Part of an art installation created by Chinese artist Ai Weiwei at the Minneapolis Institute of Art, located in the U.S. state with the highest number of refugees.
The neoclassical columns at the entrance to the Minneapolis Institute of Art in Minnesota, United States, are covered by 2,400 life jackets, which were worn by refugees who crossed the Mediterranean, traveling from Turkey to Greece.
It is an art installation called "Safe Passage" by the renowned Chinese artist, Ai Weiwei. Those life jackets were once discarded, worn by refugees making the journey from Turkey to Greece. They were initially donated to Ai by authorities from Lesbos, Greece. And now, this showcase at the Minneapolis Institute of Art marks its U.S. debut.
The life jackets create an arresting image, grabbing pedestrians' attention regardless of whether they intended to stop at the museum or not. And that's the point, said Gabriel Ritter, curator and head of contemporary art at the museum.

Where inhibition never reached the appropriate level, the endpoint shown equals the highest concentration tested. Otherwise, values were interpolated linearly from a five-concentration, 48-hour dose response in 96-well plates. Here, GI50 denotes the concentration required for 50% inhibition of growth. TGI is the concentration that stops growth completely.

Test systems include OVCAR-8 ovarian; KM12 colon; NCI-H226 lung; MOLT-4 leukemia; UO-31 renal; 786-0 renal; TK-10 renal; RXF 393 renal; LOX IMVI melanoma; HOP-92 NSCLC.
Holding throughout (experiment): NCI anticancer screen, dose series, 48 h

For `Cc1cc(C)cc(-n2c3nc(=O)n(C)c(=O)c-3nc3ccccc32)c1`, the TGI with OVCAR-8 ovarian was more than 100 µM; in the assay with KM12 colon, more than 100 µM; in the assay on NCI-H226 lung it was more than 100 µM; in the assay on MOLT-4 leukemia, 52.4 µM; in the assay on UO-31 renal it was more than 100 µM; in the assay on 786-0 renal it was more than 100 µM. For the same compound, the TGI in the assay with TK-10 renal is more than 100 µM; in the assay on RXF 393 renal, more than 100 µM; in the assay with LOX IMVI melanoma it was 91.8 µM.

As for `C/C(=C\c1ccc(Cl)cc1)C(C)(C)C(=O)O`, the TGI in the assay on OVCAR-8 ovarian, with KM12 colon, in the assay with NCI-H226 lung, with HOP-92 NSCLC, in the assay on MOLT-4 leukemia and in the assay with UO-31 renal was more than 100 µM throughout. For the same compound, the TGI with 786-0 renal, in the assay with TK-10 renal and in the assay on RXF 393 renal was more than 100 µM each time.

"I hope that this does stop people in their tracks and force people to think, and does implicate people in the decisions they make," he told CNN. "Because here in Minnesota, these are very much our friends, our neighbors, the people we live with as part of our communities," he added.
Minnesota has the highest number of refugees per capita of any state in the U.S., according to the Immigrant Law Center of Minnesota. That's one of the reasons the museum said it wanted to bring the Weiwei's work to Minneapolis.
The "Safe Passage" whose aim is to highlight the dangerous journey migrants made into Europe, debuted for the first time in 2016 in Berlin and the installation has already been carried out in numerous European cities.
In Minnesota, the work shown as part of a more extensive exhibit called "When Home Won't Let You Stay: Art and Migration," a traveling exhibit that comes to the institute from Boston's Institute of Contemporary Art. However, the Weiwei exhibition will be shown separately.
Last month, a federal judge blocked President Donald Trump's executive order allowing governors to stop refugee resettlement in their states, though just temporarily.
And late last year, the Trump administration announced plans to cut the number of refugees to up to 18,000 — a historic low.
At the same time, multiple states have said they would continue accepting refugees, despite the federal government's stance.